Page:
Oh, I see! moments
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Aha Moments in Aarhus

by Joyce McGreevy on February 6, 2017

A kayaker savors an aha moment at sunset in Aarhus, where the 2017 European Capital of Culture will celebrate community connection to nature. (Image © Anders Hede/VisitAarhus)

A quiet sunset before the start of Aarhus 2017, a yearlong series of events
to celebrate community by rethinking it. 
© Anders Hede/VisitAarhus

Can we celebrate community by rethinking it?

The aha moments began at dawn with a mass bicycling event. As cyclists of all ages glided by, the winter mist rose like a curtain, revealing the newest European Capital of Culture. Aarhus 2017 had launched.  All year, this small Danish city will celebrate community by rethinking it.

Celebrations continued into the night, with songs lifted by the wind to soar above the crowds. As six Viking ships set sail, hundreds of choral singers and thousands of locals, each carrying illuminated paper ships, transformed the port into a sea of lights.

Creative Thinking
in Copenhagen

by Joyce McGreevy on December 5, 2016

A cyclist crosses a bridge between islands in Copenhagen, an example of the Danish design that makes this city a Capital of Creative Thinking. (Image © Copenhagen Media Center and Thomas Høyrup Christensen)

Cycle from one island to another in Denmark’s capital city.
© Copenhagen Media Center/ Thomas Høyrup Christensen

The Danish Design of Everyday Life

On a map, Denmark’s 400+ islands resemble a dropped plate. It’s a fitting symbol, considering how Danish design breaks the mold. To the east spanning several islands is Copenhagen—arguably, the Capital of Creative Thinking.

“Danish design” connotes minimalist beauty—Arne Jacobsen’s famous “Egg” chair, Poul Henningsen’s pendant lamps, and other streamlined functional objects.

It doesn’t take a tour of Designmuseum Danmark to recognize that Copenhageners appreciate sophisticated simplicity.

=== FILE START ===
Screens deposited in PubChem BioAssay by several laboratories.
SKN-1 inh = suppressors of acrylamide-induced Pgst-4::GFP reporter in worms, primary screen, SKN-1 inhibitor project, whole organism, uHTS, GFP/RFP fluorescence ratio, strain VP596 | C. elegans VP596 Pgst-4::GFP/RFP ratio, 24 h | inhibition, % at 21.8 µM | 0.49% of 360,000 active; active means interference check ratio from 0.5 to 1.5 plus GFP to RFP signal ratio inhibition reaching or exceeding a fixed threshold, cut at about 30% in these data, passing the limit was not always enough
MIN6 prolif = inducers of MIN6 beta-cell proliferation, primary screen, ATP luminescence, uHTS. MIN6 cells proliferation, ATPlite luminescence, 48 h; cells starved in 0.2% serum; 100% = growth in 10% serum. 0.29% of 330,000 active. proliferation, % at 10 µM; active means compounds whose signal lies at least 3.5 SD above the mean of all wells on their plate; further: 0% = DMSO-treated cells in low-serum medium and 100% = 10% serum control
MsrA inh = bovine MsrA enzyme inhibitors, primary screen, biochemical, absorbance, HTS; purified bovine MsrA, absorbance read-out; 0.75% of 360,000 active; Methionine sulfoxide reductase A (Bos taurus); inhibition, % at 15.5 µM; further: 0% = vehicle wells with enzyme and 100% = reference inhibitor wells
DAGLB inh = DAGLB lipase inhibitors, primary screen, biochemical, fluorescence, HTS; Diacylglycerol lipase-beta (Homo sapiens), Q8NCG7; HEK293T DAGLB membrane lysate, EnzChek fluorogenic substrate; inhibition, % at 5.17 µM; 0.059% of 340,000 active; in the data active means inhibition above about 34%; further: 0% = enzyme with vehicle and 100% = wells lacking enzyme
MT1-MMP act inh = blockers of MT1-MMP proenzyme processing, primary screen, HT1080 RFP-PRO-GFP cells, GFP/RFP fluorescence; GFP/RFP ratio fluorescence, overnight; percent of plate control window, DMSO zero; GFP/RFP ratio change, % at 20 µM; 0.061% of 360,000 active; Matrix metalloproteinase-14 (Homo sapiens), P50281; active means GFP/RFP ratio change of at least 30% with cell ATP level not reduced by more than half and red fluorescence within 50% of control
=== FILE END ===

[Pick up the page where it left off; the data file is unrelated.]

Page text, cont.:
Examples of minimalist furniture and lighting, that reflects the creative thinking of Danish design. (Image © Copenhagen Media Center and Morten Bjarnhof)

Danish design is known the world over.
© Copenhagen Media Center/ Morten Bjarnhof

Artistic Expression That’s a Cut Above

by Janine Boylan on October 14, 2013

Karen Bit Vejle, showing the artistic expression of cut paper art (Image © Marjaana Malkamäki)

Karen Bit Vejle
Image © Marjaana Malkamäk

The Cut Paper Art of Karen Bit Vejle

Until just a few years ago, Karen Bit Vejle had a secret hidden under her rugs.

Like many in her home country of Denmark, Vejle grew up making gækkebrev, cut paper holiday cards. She discovered that she was rather talented at cutting out the little greetings.

For years, Vejle reserved her paper cutting for the holidays. But the summer she turned 16,  she had an “Oh, I see!” moment:

. . . I saw a man who was sitting in the sun cutting out paper silhouettes with motifs I had never before seen. I was enraptured, and stood there staring for a long time, watching the man as he maneuvered his scissors to bring forth the most beautiful little paper cutting. I was so taken with the idea that I went right home and got my mother’s sewing scissors, and I have never let them out of my sight since.

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